As long as the private sector in India was weak, it accepted the existence and relevance of the public sector. But once the private monopoly capital started accumulating more and more profits, it found the public sector as an obstacle to its further growth and development. It was at that point of time that a systematic campaign was carried on against the PSUs and the governments were forced to advocate liberalization and privatization as panacea for all ills affecting the Indian economy. Systematically, the private monopolies began to enter all sectors of the economy, including defence, which were previously assigned exclusively to the public sector. While some PSUs were outrightly sold to private parties at a throwaway price, in others the public equity was reduced considerably to facilitate the entry of the private capital. In sectors like railways, airports, etc., which continued to remain till date under the government control, private capital was encouraged in the name of providing efficient services. The government is now referring to the transfer of assets to private capital as privatization, whereas handing over the responsibility of administering the public assets as the monetization. This distinction between privatization and monetization is only pedantic.It is true that the government is now in possession of several assets and that they need to be efficiently used. But here, there is a need here to distinguish between unutilized assets and already utilized assets. If there are any unutilized assets and the government is not in a position to put them into use, involvement of private capital to mobilize additional income is justified. But the government is yet to come out with the list of such unutilized public assets. Much of the public assets are already in use in some forms. If the government proposes to monetize even these assets which are utilized, it should show in what ways the Monetization of the assets to private capital would bring more proceeds to the government exchequer, compared to what the governments have been generating because of the direct control of the same. Will the private businesses invest more in the assets when they know that they need to hand over the same to the government after a few years? Are all the private players philanthropists that they don’t make use of the public assets for gaining maximum profits and instead contribute to the enhancement of the assets?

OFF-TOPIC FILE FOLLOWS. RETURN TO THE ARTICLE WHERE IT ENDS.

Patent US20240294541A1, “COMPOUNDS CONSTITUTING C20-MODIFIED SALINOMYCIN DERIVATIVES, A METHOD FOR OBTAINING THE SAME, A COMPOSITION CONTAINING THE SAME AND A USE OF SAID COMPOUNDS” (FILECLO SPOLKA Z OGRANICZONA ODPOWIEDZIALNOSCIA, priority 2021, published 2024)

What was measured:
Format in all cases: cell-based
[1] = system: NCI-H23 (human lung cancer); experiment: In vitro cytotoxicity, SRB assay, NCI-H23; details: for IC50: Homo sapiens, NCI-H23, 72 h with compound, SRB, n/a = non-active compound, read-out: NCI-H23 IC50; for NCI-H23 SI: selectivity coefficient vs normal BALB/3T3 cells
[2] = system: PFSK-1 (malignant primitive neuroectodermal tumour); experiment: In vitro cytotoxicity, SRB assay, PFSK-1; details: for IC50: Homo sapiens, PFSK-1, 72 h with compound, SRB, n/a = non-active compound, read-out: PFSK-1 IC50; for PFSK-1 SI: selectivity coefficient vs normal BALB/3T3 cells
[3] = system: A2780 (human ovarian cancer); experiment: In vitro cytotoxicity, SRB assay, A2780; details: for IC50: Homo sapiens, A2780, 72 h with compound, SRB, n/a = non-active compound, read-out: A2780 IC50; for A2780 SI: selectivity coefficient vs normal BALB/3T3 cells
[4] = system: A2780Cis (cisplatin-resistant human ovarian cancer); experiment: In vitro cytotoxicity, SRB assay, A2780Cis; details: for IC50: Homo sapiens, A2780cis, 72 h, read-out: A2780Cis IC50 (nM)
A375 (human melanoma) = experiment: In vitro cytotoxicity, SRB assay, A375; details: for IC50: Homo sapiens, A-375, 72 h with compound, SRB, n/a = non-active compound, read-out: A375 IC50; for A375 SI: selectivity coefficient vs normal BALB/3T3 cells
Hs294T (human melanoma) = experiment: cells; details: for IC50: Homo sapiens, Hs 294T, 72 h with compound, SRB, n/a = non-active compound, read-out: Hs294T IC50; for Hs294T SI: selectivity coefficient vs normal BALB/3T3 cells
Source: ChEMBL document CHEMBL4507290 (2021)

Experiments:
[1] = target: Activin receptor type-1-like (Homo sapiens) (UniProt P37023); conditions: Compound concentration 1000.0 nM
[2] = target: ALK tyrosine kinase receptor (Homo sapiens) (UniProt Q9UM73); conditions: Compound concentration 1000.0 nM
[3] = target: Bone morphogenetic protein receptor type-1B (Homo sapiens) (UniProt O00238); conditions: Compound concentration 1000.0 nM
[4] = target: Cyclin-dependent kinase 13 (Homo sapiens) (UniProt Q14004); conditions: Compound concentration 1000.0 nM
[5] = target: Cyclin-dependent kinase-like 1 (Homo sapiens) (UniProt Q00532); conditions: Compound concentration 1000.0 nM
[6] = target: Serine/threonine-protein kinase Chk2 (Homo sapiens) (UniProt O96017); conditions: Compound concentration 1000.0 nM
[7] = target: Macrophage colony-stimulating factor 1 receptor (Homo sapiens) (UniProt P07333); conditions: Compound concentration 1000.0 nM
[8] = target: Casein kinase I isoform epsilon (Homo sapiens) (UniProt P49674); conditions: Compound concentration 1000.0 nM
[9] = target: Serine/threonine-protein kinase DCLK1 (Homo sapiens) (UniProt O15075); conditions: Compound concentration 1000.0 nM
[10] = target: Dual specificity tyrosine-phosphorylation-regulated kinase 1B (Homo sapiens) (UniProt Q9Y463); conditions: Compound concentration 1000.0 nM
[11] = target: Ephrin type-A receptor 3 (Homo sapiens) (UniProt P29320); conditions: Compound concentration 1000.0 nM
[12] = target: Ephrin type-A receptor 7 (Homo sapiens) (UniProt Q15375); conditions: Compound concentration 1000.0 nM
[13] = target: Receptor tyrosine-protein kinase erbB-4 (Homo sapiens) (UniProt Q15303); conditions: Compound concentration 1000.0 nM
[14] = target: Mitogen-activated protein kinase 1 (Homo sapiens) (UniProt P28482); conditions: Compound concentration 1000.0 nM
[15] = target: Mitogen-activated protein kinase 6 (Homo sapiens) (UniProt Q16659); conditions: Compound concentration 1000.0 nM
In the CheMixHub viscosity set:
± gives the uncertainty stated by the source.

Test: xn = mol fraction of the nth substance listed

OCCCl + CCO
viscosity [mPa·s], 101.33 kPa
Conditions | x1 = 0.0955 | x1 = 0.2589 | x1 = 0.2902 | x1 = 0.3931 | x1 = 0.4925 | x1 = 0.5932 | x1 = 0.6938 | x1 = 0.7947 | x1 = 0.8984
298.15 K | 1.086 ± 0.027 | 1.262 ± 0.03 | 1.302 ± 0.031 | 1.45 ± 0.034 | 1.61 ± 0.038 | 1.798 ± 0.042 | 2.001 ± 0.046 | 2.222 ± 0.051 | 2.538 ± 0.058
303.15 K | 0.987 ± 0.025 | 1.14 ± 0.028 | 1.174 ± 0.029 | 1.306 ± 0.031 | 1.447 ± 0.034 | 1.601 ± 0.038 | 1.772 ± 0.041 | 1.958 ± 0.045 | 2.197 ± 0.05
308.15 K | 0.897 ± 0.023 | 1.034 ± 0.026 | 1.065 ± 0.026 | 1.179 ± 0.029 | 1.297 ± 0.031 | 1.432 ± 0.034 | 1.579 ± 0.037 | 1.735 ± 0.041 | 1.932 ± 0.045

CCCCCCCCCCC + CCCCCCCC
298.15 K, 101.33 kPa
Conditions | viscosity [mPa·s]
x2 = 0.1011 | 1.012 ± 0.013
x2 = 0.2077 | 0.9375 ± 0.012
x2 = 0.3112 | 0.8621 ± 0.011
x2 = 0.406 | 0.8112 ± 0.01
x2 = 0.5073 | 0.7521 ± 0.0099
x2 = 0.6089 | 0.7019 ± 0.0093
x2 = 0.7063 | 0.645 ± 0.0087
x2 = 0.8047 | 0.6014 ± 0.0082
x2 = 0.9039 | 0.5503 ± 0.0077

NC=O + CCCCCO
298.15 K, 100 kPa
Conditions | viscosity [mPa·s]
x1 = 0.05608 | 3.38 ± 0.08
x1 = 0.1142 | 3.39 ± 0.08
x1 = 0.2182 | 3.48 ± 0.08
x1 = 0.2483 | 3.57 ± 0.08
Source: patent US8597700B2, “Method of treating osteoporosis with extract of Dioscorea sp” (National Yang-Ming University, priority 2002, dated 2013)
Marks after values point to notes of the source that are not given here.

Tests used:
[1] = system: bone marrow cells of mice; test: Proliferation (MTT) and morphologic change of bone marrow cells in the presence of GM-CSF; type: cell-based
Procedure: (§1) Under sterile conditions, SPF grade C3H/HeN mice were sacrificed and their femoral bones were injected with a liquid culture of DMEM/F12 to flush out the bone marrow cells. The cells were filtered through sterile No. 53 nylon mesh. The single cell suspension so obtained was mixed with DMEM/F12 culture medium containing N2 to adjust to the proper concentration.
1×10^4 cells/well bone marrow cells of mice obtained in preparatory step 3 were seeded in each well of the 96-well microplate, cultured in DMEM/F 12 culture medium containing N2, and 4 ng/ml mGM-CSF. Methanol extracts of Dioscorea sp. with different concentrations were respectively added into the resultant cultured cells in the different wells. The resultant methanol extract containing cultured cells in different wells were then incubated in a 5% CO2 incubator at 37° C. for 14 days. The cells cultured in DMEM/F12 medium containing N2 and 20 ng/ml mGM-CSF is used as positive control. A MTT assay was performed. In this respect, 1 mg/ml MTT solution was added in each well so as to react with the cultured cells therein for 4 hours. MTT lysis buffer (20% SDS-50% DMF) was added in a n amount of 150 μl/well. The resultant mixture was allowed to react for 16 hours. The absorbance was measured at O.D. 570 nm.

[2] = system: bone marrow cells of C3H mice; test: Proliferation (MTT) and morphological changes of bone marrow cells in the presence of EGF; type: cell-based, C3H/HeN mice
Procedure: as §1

Further, what is the implication of the Monetization to the problem of unemployment? When the assets are directly managed by the government, the government is under compulsion to follow labour laws and implement policies such as the reservations and minimum wages. Is there any guarantee that the private players who take over the management of the public assets generate more jobs and strictly implement the labour laws? Does the government assure that it would not impose more taxes on the people, and allocate the proceeds from the Monetization for Health, Education and other essential needs?
Finally, over the last few years we have seen the manner in which the management of the seaports, airports and mines are handed over to select monopoly houses like the Ambanis and the Adanis close to the ruling regime, and how more competent and experienced private and public sector competitors were overlooked to benefit the chosen allies. Hence it is difficult to repose faith in the government’s assurances that all Monetization transactions remain transparent and would be based on competitive bidding. The people therefore have every reason to believe that Monetization is only a sophisticated form of privatization entering through the backdoor.
( The writer teaches Political Science in NEHU. Article originally appeared in The Shillong Times.Writer’s email: firstname.lastname@example.org)